In 1969, the City of Atlanta - Department of Aviation had before it a great dilemma. The main runway at the time needed major rehabilitation work. Time constraints required that if the runway was to be closed during construction, the project had to be completed within 40 days.
The contract was awarded on September 15, 1969, for $7.72 million to joint venture Claussen-Lawrence Construction Co., Southeastern Highway Contracting Co., and Ames & Webb Inc. On October 1 almost $9 million worth of construction equipment, 500 construction workers, and more than 70 inspectors were on hand to begin demolition of the old pavement and construction of the new 325,000-square-yard runway and parallel taxiway. Paving began 11 days into the project and continued 24 hours a day for the remainder of the project. On November 10, 1969 - exactly 40 days after the project began - the runway was reopened to traffic.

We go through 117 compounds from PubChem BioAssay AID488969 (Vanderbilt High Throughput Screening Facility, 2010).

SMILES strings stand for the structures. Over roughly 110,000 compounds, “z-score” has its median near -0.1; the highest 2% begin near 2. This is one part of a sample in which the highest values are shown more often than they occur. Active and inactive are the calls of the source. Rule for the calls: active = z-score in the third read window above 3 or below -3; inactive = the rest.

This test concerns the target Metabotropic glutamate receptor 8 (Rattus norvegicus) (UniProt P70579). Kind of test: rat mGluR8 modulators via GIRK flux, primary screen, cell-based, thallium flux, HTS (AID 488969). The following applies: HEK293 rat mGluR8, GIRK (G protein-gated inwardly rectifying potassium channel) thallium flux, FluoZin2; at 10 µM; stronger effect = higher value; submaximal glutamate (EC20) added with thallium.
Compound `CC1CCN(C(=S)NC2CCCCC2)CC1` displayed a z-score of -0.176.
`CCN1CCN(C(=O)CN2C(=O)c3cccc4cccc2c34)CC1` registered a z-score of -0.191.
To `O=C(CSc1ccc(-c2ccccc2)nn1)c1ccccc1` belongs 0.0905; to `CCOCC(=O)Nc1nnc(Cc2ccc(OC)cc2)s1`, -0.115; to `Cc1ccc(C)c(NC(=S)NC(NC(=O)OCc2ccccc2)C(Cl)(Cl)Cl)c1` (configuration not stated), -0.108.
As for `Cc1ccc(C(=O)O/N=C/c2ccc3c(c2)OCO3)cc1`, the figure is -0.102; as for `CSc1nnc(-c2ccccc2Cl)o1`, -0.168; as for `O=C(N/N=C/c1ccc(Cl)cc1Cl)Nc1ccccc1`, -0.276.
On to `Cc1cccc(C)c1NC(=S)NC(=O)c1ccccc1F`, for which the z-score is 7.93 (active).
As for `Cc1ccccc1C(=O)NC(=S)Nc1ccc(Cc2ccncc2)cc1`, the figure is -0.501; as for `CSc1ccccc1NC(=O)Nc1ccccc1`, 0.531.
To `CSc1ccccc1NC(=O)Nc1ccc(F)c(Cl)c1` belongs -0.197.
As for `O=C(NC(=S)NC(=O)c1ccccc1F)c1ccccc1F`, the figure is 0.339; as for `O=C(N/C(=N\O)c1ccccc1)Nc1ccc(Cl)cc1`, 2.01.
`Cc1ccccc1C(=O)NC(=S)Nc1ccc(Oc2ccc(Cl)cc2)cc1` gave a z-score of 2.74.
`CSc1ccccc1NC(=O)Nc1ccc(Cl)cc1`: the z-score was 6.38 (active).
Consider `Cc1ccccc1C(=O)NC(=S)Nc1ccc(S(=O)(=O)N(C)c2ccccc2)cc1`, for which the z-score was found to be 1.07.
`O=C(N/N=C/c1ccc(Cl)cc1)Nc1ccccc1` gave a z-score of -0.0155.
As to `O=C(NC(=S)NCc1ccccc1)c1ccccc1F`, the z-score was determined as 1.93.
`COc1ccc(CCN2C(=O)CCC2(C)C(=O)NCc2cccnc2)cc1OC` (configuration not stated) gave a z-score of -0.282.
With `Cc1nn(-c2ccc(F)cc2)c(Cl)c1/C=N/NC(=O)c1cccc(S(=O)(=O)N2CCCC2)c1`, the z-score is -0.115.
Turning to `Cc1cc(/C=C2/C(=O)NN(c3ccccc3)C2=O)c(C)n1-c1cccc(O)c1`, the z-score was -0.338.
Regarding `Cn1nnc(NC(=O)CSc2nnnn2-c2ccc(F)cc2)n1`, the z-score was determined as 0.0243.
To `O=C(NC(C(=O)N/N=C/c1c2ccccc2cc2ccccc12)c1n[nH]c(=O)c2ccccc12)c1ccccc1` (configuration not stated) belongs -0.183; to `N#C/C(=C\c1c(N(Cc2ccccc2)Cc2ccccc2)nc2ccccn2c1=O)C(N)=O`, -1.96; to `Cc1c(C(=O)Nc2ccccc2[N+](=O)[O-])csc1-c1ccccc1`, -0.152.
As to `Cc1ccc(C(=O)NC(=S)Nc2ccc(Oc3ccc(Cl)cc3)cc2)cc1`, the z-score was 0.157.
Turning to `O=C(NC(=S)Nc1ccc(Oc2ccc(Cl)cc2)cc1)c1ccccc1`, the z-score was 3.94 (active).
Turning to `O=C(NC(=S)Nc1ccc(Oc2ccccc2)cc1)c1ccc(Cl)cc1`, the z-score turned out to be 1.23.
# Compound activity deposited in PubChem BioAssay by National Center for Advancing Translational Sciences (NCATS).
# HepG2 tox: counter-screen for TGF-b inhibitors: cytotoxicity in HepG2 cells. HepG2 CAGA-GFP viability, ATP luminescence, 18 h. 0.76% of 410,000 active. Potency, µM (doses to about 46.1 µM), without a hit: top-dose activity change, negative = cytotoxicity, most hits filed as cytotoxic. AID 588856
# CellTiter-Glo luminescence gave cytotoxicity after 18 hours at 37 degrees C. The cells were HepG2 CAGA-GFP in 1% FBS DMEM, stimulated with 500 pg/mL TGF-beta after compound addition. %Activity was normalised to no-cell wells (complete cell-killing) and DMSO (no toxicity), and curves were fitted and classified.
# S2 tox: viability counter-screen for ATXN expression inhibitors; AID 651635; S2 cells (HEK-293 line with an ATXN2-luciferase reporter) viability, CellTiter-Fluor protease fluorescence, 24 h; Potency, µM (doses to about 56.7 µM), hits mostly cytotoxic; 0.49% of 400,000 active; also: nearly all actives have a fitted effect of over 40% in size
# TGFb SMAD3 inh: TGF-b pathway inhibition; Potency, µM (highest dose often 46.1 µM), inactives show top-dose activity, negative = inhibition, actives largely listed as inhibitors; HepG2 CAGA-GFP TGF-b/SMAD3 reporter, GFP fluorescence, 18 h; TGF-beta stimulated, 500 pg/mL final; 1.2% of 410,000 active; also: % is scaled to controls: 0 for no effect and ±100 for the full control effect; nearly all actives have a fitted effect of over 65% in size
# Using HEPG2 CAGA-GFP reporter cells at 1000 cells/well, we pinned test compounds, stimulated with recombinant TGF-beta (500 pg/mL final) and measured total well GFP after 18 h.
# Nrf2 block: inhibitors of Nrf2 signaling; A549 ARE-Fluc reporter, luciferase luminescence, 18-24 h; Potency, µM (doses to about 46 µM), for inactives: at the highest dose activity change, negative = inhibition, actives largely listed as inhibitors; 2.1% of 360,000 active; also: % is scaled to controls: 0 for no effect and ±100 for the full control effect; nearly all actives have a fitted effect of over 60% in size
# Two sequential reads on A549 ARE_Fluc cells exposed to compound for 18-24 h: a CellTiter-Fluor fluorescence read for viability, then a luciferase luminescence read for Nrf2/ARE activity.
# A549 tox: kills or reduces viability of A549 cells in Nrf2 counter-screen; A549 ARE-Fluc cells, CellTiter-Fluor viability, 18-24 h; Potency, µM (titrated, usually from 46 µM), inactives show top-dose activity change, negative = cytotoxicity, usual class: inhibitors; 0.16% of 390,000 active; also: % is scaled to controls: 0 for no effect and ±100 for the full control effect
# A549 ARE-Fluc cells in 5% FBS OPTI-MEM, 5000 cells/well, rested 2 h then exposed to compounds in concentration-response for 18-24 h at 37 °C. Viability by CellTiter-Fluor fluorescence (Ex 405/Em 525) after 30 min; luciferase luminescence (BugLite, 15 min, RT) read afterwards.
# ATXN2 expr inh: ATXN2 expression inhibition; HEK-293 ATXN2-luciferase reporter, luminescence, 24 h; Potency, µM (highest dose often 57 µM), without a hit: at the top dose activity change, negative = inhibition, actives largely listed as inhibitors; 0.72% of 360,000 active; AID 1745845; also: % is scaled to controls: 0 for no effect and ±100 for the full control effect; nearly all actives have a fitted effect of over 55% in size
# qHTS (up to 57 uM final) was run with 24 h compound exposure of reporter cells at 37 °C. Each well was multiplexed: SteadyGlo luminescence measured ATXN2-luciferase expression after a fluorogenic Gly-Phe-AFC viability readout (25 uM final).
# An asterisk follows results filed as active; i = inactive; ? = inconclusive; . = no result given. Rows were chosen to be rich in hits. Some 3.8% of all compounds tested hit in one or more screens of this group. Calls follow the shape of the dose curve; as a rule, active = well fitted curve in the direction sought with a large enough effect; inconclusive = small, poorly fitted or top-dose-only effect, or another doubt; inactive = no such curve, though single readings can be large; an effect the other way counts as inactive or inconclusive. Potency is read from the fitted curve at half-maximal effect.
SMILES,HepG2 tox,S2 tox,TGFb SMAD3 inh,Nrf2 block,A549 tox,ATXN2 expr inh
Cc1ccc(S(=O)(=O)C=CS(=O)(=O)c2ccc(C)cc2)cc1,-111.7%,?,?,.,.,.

This project marked the first time that slipform paving was used on such a large scale for airport pavement construction. And with a thickness of 16 inches, the runway was the thickest pavement ever to be slipformed. The latest nondestructive testing evaluation of Atlanta's runways shows that they are still in good condition and will continue to be in service for at least another three to five years.